Fox directed several titles in the “working girl” genre (including 1944’s “Career Girl” and 1945s “Brenda Starr, Reporter”). “He made quite a few films with really strong female protagonists,” Hearne said. “They get up and go, they can shoot, they can lasso, they can ride over the horizon and speak up about what they see and they are very strong, outspoken characters.”

Wallace Fox Sr. joined the U.S. Navy when he was 16.

(Courtesy of the Fox family)

He also worked in genres like horror and the “East Side Kids” series, but Fox’s wheelhouse was the low-budget western. Cowboys and Indians.

So how did the Chickasaw director reconcile that? Very subtly, if at all, Hearne said. His work mostly followed prevailing tropes. Unlike Carewe, a producer and director, and Finis , a scriptwriter, “Wallace had less creative control,” Hearne explained. But she has noticed subtle differences in Fox’s approach. “They are certainly engaging in all the kinds of stereotypical representations that we see,” she said, “but they’re largely the sympathetic kind. I suspect that within the conditions of possibility or impossibility for him … at that time, that was maybe a deliberate choice.”

Mostly, though, Fox stuck to the script, because that was the gig, even when he transitioned to TV, working on projects like “The Gene Autry Show” and “Ramar of the Jungle.” He was an expert at leaving no footprint.

Wallace Fox Sr., far left wearing a hat, on a movie set.

(Courtesy of the Fox family)

After the TV jobs dried up, Fox and his wife, Cleo, moved to Detroit, where he directed auto industry sales and instructional films until he died in 1957.

:::

My excavating also led to some less elegant skeletons. The father of Wallace, Finis and Jay Fox was a white man named Frank Fox, who joined the Texas Cavalry when he was 15 and served four years in the Civil War, fighting for the Confederate Army, before marrying Sallie Priddy, an Indigenous woman whose lineage traced to Chickasaw Nation secretary (and Chickasaw Hall of Fame member) John McLish, a man who had President Andrew Jackson’s ear and was instrumental in settling Chickasaw Nation territory in what is now Oklahoma.

Unlike “Killers of the Flower Moon,” however, there’s no evidence this was a nefarious marriage. “I don’t think that this was the kind of marriage that was purely for either the takeover of the land or the acquisition of citizenship,” Hearne said.

Wally Fox with his mother, Cleo.

(Courtesy of the Fox family)

After 28 years of marriage, Sallie died in 1899. When Frank Fox remarried, Wallace, at age 6, was shipped off to a military academy in San Antonio. He remained in boarding schools until he joined the navy at age 16. He was deployed in France during World War I and remained in the military until he was 25.

Wally described his father as a stoic, socially awkward man, which he attributes to his growing up without the affection of loved ones. He said he never felt like he knew much about Wallace Fox, other than his love of the sea. Communication was sparse.

Eight decades later, my Uncle Wally’s memory was freshest when remembering three symbols of their relationship: a basketball backboard, a BB gun and an oversize train set. They were among the gifts from his father, Wally noted, and evidence he knew very little about his own son.

“He bought all this stuff for me,” my uncle said, “but he never discussed what I might like or might even want, and I think it was because he didn’t have a childhood of his own.” At the age of 96, Wally was still the disappointed child, whose dad was a stranger to him.

Wally Fox’s ID card from Beverly Hills High School.

(Courtesy of the Fox family)

“This was not an intentional thing. It was just something he was unable to manage from any of his previous experiences,” Wally said, trying to explain it away. “And having been in the navy for nine years he was used to a certain order.” His father’s brothers, Finis and Edwin, were raised by their parents, but Wallace was never allowed to just be a child. It would seem, perhaps, that the attributes that made him a skillful director of low-budget films were what made him ill-equipped as a parent: He was analytical, withheld emotion and was less focused on connection than results.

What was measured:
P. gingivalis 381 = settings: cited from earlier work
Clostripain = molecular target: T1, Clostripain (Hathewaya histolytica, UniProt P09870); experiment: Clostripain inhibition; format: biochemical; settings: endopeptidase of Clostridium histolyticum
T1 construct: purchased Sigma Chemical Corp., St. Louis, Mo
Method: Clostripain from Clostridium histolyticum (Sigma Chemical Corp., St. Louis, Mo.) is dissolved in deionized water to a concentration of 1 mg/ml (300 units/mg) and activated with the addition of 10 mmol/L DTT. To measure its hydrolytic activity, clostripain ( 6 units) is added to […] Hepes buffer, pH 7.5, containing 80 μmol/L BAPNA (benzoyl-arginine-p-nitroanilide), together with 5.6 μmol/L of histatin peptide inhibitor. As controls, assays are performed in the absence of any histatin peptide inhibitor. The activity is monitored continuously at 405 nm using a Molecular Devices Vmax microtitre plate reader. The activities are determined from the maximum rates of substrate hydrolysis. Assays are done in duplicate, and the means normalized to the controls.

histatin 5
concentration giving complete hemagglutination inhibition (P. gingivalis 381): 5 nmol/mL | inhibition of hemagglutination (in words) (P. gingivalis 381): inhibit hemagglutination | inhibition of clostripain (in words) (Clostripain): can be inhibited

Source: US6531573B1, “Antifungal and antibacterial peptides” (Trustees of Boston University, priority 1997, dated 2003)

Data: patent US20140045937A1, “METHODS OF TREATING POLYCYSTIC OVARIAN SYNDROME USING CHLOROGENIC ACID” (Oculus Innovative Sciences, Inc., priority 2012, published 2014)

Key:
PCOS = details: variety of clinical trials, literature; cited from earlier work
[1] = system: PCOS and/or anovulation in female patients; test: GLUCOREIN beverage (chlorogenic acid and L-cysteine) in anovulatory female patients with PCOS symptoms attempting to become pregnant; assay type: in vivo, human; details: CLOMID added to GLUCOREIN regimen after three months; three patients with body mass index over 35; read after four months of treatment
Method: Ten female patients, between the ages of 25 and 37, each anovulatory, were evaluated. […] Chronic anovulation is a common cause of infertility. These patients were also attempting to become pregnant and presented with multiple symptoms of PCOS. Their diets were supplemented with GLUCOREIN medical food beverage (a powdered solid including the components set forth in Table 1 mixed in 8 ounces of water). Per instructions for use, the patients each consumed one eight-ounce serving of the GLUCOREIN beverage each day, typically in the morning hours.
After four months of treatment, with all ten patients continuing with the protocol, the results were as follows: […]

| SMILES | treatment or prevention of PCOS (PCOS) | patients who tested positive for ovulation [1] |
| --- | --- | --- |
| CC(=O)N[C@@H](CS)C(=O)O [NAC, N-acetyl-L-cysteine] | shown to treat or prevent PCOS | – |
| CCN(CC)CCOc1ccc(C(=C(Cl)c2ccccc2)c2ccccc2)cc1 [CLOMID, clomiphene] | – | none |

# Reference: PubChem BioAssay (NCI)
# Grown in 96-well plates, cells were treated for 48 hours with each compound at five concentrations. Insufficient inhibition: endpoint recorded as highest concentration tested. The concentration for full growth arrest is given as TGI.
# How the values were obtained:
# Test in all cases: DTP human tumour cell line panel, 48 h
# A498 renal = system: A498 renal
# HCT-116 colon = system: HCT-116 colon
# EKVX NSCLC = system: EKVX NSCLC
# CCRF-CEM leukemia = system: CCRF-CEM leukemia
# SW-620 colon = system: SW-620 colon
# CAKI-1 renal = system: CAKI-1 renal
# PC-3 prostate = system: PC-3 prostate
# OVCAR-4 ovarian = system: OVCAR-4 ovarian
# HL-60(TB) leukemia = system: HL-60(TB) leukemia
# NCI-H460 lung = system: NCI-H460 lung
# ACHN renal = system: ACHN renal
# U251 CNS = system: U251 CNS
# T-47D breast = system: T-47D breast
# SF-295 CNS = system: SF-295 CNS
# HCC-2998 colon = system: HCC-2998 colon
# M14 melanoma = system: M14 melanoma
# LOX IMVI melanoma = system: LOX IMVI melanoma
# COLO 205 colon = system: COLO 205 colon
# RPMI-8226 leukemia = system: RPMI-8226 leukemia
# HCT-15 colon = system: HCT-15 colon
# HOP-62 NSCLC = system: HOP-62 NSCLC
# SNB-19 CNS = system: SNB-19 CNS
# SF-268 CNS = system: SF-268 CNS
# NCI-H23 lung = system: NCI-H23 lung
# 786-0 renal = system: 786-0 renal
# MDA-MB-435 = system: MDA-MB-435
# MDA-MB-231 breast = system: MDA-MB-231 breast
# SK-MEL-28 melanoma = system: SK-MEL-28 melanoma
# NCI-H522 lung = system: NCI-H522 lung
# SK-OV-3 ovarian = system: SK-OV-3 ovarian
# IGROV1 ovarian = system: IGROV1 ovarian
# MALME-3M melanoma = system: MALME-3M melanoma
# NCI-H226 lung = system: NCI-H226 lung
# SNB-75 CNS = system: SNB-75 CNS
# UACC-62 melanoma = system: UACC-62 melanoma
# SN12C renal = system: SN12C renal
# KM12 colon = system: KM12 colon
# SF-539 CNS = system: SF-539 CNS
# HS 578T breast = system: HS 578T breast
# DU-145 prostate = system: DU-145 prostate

In many ways, I felt that same lack of paternal compassion, and I have very consciously attempted to alter the course of that toxic DNA. I was in my 30s before I became a parent, and my wife and I took a heightened interest in the lives of our son and daughter, perhaps bordering on the “helicopter” approach but trying to be available to them — to talk, to help with homework, to drive them here and there and to be present at all dance recitals and baseball games.

***

When I began to clean out Wally’s house after his death, I found memories of his father scattered throughout, a proof of life that can’t be explained on a Wikipedia page. There were scripts, telegrams, contracts, prop guns, movie posters, postcards from the Navy to his beloved Cleo, and monogrammed lighters and matchbooks. The kinds of things you stuff in a drawer and forget about.

There were photos stashed everywhere, many tucked into the stacks of Yellow Pages phone books in Wally’s bedroom closet, warped and stained from water damage. Production stills, family photos, the three Fox brothers with their wives and kids. Old-time pictures of people I don’t recognize.

Although I’ve donated many of the physical artifacts to the University of Oklahoma for Hearne to study, my interest — perhaps verging on obsession — in learning about my Chickasaw ancestors continues to grow as I connect more dots. I believe that the more I learn about the Fox family, the more I’ll understand myself.

Of course, I share each new revelation with my family as if I’ve discovered the Rosetta Stone, and they care about this a lot less than I do. Nevertheless, I remain stubbornly undeterred even in the face of their indifferent politeness.

Cleo Fox, left; her son, Wally, center; and Wallace Fox Sr. in a family photo.

(Courtesy of the Fox family)

But some of my passion permeated those invisible barriers. When my daughter, Liv, filled out college applications for the University of California system, five short essays were required, giving students a chance to make an impression beyond bloodless grades and GPA.

The final bit of writing — an optional sixth essay — involved a deceptively difficult question: “What do you want to tell us that we don’t know?” The five essays had been a struggle, but this question got a quick response.

Liv wanted to write about identity, what she’d learned about the family’s Chickasaw Nation history and how it differed from everything she’d previously connected to. She too is starting to understand the complexity of identity; that we are a composite of many elements, some of which we may not even be aware of until we burrow deep into a rabbit hole to find them.